Ownership of Norway's Nyhamna gas export plant to expand
OSLO (Reuters) -- The ownership of Norway's Nyhamna gas-processing plant, a major supplier of energy to Britain, could expand to 13 companies this year from five now when Gassco succeeds Royal Dutch Shell as the facility's operator, Shell told Reuters.
|Photo Courtesy of Shell.
Currently processing gas from the offshore Ormen Lange field, Nyhamna will also receive gas from Statoil's Aasta Hansteen and other fields from late 2018 via the new Polarled pipeline.
The plant exports gas to Britain via the Langeled pipeline, which can meet about 20% of Britain's gas needs.
A new ownership structure will reflect the addition of more gas input sources, allowing the Polarled owners to take stakes in the plant, Gassco said.
"We can confirm that the Nyhamna gas plant will become part of a new joint venture," said a Gassco spokeswoman, declining to comment on how the ownership will be split.
Gassco said Shell was expected to remain technical service provider (TSP) at Nyhamna, meaning the company will continue to handle daily operations, similar to the TSP role Statoil plays at the Gassco-operated Kaarstoe and Kollsnes gas plants.
"Shell is one of 13 parties with future ownership interests," Shell said in an email to Reuters, declining to elaborate further on the process.
The Nyhamna plant is currently owned by Ormen Lange license partners Norway's Petoro, Statoil, Shell, Denmark's DONG Energy and ExxonMobil.
Potential future owners include France's Total, Wintershall, the oil and gas subsidiary of Germany's BASF, Italy's Edison, ConocoPhillips and Austria's OMV.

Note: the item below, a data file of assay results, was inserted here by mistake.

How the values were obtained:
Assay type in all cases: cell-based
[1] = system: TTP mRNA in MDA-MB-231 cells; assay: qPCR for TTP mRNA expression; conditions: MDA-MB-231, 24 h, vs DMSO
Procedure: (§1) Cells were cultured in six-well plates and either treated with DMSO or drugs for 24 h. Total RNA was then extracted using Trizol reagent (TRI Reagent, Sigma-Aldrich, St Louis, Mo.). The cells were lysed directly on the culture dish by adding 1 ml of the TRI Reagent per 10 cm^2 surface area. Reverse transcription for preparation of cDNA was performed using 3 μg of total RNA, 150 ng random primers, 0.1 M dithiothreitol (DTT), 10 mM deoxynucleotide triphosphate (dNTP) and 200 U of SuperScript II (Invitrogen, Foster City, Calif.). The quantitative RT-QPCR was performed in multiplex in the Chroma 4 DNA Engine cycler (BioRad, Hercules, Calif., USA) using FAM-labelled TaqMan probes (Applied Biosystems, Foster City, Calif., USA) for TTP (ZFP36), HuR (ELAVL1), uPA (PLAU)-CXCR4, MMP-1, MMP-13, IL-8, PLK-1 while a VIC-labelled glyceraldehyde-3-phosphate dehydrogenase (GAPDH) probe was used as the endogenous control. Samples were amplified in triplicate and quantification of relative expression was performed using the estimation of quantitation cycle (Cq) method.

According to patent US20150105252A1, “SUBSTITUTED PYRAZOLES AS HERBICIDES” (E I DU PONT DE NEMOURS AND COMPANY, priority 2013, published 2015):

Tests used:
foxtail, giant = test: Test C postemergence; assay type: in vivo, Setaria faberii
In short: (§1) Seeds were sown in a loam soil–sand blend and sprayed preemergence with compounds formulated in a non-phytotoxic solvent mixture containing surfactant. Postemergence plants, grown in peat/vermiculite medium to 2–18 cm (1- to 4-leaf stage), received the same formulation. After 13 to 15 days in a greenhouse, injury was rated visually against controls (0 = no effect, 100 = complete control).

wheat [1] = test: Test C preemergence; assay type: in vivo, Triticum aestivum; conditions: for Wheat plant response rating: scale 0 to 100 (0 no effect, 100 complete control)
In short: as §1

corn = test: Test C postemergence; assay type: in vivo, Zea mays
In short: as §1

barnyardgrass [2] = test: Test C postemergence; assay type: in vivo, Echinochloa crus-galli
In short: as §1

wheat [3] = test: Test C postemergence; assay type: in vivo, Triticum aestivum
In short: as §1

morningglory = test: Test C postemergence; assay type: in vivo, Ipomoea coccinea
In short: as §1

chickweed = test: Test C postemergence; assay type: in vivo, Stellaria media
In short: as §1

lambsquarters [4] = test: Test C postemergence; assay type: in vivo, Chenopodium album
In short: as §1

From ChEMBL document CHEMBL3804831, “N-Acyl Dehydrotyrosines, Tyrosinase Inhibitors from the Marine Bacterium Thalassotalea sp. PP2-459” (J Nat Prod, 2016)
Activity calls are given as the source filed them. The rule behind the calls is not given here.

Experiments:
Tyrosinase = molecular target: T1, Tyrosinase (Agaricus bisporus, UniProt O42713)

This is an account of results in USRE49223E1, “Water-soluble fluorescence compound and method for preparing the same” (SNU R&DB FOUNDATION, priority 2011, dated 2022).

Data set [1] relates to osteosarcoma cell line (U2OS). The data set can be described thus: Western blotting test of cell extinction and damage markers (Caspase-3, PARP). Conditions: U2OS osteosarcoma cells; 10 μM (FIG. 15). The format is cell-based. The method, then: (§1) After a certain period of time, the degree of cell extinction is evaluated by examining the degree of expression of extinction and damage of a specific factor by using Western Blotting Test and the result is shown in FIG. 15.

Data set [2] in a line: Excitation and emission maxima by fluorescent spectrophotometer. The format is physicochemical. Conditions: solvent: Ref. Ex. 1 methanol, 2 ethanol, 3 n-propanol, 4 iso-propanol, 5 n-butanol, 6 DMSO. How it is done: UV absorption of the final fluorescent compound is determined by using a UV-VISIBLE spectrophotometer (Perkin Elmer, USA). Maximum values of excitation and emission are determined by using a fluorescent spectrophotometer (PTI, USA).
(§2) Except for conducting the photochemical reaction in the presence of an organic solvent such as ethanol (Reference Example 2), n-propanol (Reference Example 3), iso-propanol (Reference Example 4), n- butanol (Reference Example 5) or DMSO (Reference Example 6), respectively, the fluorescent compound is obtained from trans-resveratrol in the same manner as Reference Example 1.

Norway's oil and energy ministry must approve the new ownership structure and set gas transportation tariffs that will ultimately impact the profitability of the pipelines and processing system.
"The decision (on tariffs) will be made before start-up of operations of the new facilities ... after a proposal is sent on public consultation," a ministry spokesman said.
Reporting by Lefteris Karagiannopoulos; Additional reporting by Nerijus Adomaitis; Editing by Terje Solsvik and Dale Hudson
Large-scale production of shale gas in the US, which began around the turn of the century, is now feeding US exports in the form of LNG.
Annual demand for natural gas in the EU is pegged at approximately 380 Bm3y–450 Bm3y. A portion of this demand is met by regional production within the EU. However, the European energy system is beset by challenges that are impacting EU gas supply.
ADIP ULTRA: ADIP-X Reimagined
View on Demand
Shell Global Solutions International BV (Shell) is launching the improved process technology ADIP ULTRA, for cost-effective removal of CO2 down to <50ppmv. The ADIP ULTRA process is applicable in gas plants, LNG, pre-NGL, refinery HMUs and gasification syngas.
•Discover how looking back at decades of ADIP and ADIP-X operational experience has led to the cost effective ADIP ULTRA process
•Understand how Shell’s new absorption column internals can further enhance process performance
•Learn how Shell is a reliable partner of choice who helps you get the most out of your unit
•An opportunity to ask questions to Shell’s technical experts
May 9, 2017 9am UTC
View on Demand